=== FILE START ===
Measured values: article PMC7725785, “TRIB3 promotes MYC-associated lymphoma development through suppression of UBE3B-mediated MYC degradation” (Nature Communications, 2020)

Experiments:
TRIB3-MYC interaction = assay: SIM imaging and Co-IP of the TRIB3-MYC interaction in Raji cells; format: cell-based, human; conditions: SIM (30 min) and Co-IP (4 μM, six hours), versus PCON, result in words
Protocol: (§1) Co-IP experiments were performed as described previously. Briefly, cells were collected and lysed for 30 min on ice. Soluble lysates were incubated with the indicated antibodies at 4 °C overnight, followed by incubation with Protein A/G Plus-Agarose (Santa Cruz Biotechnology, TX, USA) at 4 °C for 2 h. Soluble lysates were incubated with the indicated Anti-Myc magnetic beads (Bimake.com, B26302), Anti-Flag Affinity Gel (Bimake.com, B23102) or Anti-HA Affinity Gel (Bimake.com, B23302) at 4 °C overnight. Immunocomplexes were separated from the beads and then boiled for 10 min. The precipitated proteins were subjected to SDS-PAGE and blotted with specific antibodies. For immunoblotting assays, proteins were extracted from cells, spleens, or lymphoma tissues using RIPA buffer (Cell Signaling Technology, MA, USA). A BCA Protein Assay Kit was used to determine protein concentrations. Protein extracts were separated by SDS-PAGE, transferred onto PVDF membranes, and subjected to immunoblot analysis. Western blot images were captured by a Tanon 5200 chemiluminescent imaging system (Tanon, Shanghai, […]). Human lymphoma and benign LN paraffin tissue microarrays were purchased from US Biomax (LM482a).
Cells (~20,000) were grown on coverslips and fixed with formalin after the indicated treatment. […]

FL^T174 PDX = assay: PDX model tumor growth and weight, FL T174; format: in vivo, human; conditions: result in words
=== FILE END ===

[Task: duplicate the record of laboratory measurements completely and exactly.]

Measured values: article PMC7725785, “TRIB3 promotes MYC-associated lymphoma development through suppression of UBE3B-mediated MYC degradation” (Nature Communications, 2020)

Experiments:
TRIB3-MYC interaction = assay: SIM imaging and Co-IP of the TRIB3-MYC interaction in Raji cells; format: cell-based, human; conditions: SIM (30 min) and Co-IP (4 μM, six hours), versus PCON, result in words
Protocol: (§1) Co-IP experiments were performed as described previously. Briefly, cells were collected and lysed for 30 min on ice. Soluble lysates were incubated with the indicated antibodies at 4 °C overnight, followed by incubation with Protein A/G Plus-Agarose (Santa Cruz Biotechnology, TX, USA) at 4 °C for 2 h. Soluble lysates were incubated with the indicated Anti-Myc magnetic beads (Bimake.com, B26302), Anti-Flag Affinity Gel (Bimake.com, B23102) or Anti-HA Affinity Gel (Bimake.com, B23302) at 4 °C overnight. Immunocomplexes were separated from the beads and then boiled for 10 min. The precipitated proteins were subjected to SDS-PAGE and blotted with specific antibodies. For immunoblotting assays, proteins were extracted from cells, spleens, or lymphoma tissues using RIPA buffer (Cell Signaling Technology, MA, USA). A BCA Protein Assay Kit was used to determine protein concentrations. Protein extracts were separated by SDS-PAGE, transferred onto PVDF membranes, and subjected to immunoblot analysis. Western blot images were captured by a Tanon 5200 chemiluminescent imaging system (Tanon, Shanghai, […]). Human lymphoma and benign LN paraffin tissue microarrays were purchased from US Biomax (LM482a).
Cells (~20,000) were grown on coverslips and fixed with formalin after the indicated treatment. […]

FL^T174 PDX = assay: PDX model tumor growth and weight, FL T174; format: in vivo, human; conditions: result in words